September 2020 - Mucknell Abbey
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September 2020

Friday 4th – This piece of news strictly belongs in last month’s mlog (monastic blog), but I didn’t want it to get missed. On the 25 August Bishop Anne Hollinghurst of Aston became our new Bishop Visitor. Bishop John of Worcester, whose term as Visitor has come to an end, has been our Visitor for the last ten years. The Visitor’s job is to provide oversight and support and make sure we don’t go way off-piste. I think I’m right in saying none of us has yet met Bishop Anne, but we look forward to a socially-distanced visit (lowercase v) sometime soon.

On 1st September we welcomed Sam Riley as our latest Alongsider. Sam, who has become a familiar face at Mucknell over the last few years, has taken the opportunity of a year-long sabbatical from his post with the Forestry Commission in Oxfordshire. We are now almost at capacity, with only one spare cell left. So if you’re thinking about exploring a monastic vocation don’t put it off any longer. As they say at Aldi: when it’s gone, it’s gone!

Saturday 12th – Last night we prayed our farewells to Sam, who on reflection decided that now was not the right time to test his vocation. Fortunately he has been able to resume his life without too much disruption. We wish him well as he continues his discernment and look forward to seeing him again when the guestwing re-opens.

Br Stuart and I were on kitchen detail this week and over the potato-peeling he told me that his first Aspirancy (as they called it then), aged twenty-eight, lasted only two weeks.

“Why was that?” I asked.

“I realised I had a lot of growing up to do”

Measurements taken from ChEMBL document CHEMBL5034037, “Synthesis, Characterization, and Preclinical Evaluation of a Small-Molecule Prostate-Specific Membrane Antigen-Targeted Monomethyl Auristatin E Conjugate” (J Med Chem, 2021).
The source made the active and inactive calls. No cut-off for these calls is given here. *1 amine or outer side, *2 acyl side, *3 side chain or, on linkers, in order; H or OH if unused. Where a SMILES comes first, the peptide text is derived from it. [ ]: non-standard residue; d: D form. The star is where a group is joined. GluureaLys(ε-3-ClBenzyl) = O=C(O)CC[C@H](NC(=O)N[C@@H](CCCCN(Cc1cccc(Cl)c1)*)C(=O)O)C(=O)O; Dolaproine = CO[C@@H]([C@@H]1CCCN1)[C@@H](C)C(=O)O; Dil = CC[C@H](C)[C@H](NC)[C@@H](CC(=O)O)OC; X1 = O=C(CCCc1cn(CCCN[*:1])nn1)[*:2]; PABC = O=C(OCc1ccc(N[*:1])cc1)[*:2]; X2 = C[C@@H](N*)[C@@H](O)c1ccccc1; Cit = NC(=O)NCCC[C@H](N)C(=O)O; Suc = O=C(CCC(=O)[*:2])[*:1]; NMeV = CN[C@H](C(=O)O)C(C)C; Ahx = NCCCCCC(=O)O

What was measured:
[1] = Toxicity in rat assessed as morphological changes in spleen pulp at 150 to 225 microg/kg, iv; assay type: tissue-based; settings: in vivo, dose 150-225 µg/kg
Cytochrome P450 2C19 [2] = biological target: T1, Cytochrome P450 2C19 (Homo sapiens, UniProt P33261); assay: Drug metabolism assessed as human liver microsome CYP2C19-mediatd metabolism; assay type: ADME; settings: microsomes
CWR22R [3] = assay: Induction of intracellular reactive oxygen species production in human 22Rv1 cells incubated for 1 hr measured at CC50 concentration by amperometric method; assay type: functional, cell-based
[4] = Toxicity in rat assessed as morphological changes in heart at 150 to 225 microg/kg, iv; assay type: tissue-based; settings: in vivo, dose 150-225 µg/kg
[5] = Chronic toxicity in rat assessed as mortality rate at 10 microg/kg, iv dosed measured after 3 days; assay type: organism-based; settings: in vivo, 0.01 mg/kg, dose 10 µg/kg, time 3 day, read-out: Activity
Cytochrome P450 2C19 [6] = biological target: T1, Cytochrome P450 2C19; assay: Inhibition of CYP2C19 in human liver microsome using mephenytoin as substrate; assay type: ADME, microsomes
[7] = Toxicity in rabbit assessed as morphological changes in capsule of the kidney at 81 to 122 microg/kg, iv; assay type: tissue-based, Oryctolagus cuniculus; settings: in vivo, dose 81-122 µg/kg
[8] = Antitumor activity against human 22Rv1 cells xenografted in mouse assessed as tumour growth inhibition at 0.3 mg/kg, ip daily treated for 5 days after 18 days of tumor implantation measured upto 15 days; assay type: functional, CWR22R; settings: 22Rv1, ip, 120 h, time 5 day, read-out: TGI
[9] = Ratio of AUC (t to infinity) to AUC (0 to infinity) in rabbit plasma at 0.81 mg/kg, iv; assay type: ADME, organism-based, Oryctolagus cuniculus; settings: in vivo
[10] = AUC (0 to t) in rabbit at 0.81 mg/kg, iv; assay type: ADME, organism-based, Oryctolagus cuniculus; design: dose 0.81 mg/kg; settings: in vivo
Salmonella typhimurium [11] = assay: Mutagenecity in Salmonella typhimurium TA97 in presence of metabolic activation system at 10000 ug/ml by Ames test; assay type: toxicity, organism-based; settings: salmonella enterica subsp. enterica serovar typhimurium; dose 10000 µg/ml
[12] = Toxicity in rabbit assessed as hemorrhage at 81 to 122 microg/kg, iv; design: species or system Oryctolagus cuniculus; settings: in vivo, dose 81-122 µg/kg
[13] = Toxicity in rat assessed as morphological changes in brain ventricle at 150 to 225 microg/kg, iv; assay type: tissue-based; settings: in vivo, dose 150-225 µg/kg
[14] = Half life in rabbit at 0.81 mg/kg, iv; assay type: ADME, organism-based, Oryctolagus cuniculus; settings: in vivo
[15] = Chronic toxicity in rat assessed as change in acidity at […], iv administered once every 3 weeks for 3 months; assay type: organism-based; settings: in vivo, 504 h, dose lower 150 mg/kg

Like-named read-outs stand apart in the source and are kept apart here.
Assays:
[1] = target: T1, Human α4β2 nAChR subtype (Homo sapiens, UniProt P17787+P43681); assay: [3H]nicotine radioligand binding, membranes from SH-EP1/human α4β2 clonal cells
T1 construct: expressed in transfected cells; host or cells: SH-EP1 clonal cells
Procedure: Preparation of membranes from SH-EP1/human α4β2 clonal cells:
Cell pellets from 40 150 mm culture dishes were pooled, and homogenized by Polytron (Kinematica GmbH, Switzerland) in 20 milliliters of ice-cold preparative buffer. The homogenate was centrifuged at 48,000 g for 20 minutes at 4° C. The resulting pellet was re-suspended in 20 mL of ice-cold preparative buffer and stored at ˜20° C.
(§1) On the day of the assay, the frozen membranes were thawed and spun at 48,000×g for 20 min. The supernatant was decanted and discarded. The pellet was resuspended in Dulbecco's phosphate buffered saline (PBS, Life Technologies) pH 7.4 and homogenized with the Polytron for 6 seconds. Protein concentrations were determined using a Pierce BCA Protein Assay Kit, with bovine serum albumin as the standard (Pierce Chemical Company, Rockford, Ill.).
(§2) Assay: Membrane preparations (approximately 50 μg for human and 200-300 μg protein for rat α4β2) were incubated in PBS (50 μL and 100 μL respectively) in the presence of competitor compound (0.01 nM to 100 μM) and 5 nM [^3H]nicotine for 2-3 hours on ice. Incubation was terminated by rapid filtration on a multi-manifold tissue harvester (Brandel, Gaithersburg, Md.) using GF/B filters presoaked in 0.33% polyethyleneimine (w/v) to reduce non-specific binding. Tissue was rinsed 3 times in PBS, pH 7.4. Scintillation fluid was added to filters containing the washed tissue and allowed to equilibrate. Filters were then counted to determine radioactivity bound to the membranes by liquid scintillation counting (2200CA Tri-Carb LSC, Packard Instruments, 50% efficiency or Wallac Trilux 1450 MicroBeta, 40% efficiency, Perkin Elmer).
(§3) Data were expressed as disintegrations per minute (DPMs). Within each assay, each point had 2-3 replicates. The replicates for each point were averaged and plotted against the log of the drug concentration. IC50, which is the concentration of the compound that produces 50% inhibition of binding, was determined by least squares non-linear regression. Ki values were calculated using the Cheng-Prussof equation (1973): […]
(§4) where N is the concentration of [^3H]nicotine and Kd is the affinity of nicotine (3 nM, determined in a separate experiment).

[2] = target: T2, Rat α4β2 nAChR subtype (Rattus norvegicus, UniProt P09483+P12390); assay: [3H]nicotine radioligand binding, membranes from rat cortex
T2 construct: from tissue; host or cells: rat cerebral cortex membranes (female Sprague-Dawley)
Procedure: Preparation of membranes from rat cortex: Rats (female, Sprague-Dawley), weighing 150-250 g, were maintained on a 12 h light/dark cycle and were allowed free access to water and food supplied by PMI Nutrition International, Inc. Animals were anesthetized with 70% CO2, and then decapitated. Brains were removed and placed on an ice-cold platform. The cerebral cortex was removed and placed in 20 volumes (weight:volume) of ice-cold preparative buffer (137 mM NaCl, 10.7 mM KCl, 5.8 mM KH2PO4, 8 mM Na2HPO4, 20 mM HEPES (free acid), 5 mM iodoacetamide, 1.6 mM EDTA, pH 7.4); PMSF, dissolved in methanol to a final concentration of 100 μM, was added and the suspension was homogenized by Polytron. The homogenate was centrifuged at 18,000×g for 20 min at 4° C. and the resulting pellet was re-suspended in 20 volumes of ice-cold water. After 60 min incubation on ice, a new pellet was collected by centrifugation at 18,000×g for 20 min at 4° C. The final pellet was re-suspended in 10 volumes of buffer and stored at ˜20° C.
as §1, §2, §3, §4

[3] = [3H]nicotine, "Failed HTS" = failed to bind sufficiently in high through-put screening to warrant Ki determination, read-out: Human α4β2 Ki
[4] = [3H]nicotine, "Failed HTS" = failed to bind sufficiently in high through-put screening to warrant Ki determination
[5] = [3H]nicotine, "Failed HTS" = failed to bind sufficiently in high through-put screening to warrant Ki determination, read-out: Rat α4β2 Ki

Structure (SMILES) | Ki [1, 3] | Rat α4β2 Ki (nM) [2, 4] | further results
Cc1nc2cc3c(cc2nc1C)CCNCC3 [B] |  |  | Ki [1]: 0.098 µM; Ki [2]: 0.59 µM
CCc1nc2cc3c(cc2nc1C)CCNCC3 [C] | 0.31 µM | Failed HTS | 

“And to think you later became Superior for twenty years”

[with mock outrage] “Excuse me, it was twenty one years”

[smiling] “Of course, twenty one years… Look, you’ve missed a bit”.

Wednesday 16th – Last week, from Monday through to Thursday, our two novices took part in a virtual internovitiate study week. Sr Jessica writes:

“Over the course of 5 afternoons, a group of novices met via Zoom for a study week / conference with a difference! Usually we’d gather in person 3 times a year for study, fellowship and prayer. We were able to meet in Gerrard’s Cross in February, hosted by the Sisters of the Church, but haven’t been able to meet physically for either our June or September conferences. Sr Alison therefore organised a week for us to take it in turns to share a book that has been significant to us in our journeys so far. Over the week, 10 of us took part in often lively discussions, with 8 people all together sharing a wide variety of texts that have helped and inspired them. Discussion flowed naturally out of these texts, and covered such areas as prayer, both individual and corporate, the work of the Holy Spirit, poverty, the environment, celibacy, Christian unity, contemplation, stability, different ways of living our own and our communities’ charisms, and much more besides. It was also a great time to catch up with some familiar faces and meet some new people.

Most of us found the Zoom experience quite tiring, and it was definitely not an ideal way for new novices to suddenly meet a whole bunch of new people, but overall the week has been immensely rewarding, and I think has given everyone at least one or two new reading ideas!”

The books chosen by the group